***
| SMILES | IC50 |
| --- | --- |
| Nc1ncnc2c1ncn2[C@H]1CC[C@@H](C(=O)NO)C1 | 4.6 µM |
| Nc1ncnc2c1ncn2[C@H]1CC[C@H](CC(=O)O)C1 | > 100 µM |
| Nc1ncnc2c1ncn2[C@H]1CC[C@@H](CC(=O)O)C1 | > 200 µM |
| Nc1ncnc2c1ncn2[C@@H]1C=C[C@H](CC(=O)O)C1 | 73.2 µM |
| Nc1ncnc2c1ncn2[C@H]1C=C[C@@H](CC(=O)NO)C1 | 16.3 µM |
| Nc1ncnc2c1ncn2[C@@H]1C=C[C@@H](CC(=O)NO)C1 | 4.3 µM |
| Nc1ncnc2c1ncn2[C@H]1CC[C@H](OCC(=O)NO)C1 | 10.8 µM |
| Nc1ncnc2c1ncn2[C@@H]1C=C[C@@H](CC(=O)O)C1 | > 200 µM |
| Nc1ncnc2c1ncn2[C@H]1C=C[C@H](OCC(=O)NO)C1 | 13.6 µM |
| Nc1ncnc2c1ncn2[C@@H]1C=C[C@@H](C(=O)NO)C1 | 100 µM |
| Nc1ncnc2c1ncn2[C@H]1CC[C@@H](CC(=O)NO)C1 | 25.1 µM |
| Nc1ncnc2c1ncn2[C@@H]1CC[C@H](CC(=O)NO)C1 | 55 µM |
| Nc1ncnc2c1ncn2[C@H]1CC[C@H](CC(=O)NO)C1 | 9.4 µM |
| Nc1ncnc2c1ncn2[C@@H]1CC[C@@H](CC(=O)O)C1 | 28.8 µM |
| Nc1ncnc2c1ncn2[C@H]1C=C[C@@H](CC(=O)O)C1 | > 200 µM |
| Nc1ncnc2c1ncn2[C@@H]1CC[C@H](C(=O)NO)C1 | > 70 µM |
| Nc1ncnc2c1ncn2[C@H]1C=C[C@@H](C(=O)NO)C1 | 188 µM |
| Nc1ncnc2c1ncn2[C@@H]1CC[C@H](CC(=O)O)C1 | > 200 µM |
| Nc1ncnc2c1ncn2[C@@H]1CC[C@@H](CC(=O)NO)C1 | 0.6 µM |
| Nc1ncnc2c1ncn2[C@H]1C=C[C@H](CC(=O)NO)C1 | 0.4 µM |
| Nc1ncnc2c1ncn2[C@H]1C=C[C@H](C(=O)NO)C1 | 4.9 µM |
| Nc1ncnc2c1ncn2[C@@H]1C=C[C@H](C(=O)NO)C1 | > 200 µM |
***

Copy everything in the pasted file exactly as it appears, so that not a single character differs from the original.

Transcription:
| SMILES | IC50 |
| --- | --- |
| Nc1ncnc2c1ncn2[C@H]1CC[C@@H](C(=O)NO)C1 | 4.6 µM |
| Nc1ncnc2c1ncn2[C@H]1CC[C@H](CC(=O)O)C1 | > 100 µM |
| Nc1ncnc2c1ncn2[C@H]1CC[C@@H](CC(=O)O)C1 | > 200 µM |
| Nc1ncnc2c1ncn2[C@@H]1C=C[C@H](CC(=O)O)C1 | 73.2 µM |
| Nc1ncnc2c1ncn2[C@H]1C=C[C@@H](CC(=O)NO)C1 | 16.3 µM |
| Nc1ncnc2c1ncn2[C@@H]1C=C[C@@H](CC(=O)NO)C1 | 4.3 µM |
| Nc1ncnc2c1ncn2[C@H]1CC[C@H](OCC(=O)NO)C1 | 10.8 µM |
| Nc1ncnc2c1ncn2[C@@H]1C=C[C@@H](CC(=O)O)C1 | > 200 µM |
| Nc1ncnc2c1ncn2[C@H]1C=C[C@H](OCC(=O)NO)C1 | 13.6 µM |
| Nc1ncnc2c1ncn2[C@@H]1C=C[C@@H](C(=O)NO)C1 | 100 µM |
| Nc1ncnc2c1ncn2[C@H]1CC[C@@H](CC(=O)NO)C1 | 25.1 µM |
| Nc1ncnc2c1ncn2[C@@H]1CC[C@H](CC(=O)NO)C1 | 55 µM |
| Nc1ncnc2c1ncn2[C@H]1CC[C@H](CC(=O)NO)C1 | 9.4 µM |
| Nc1ncnc2c1ncn2[C@@H]1CC[C@@H](CC(=O)O)C1 | 28.8 µM |
| Nc1ncnc2c1ncn2[C@H]1C=C[C@@H](CC(=O)O)C1 | > 200 µM |
| Nc1ncnc2c1ncn2[C@@H]1CC[C@H](C(=O)NO)C1 | > 70 µM |
| Nc1ncnc2c1ncn2[C@H]1C=C[C@@H](C(=O)NO)C1 | 188 µM |
| Nc1ncnc2c1ncn2[C@@H]1CC[C@H](CC(=O)O)C1 | > 200 µM |
| Nc1ncnc2c1ncn2[C@@H]1CC[C@@H](CC(=O)NO)C1 | 0.6 µM |
| Nc1ncnc2c1ncn2[C@H]1C=C[C@H](CC(=O)NO)C1 | 0.4 µM |
| Nc1ncnc2c1ncn2[C@H]1C=C[C@H](C(=O)NO)C1 | 4.9 µM |
| Nc1ncnc2c1ncn2[C@@H]1C=C[C@H](C(=O)NO)C1 | > 200 µM |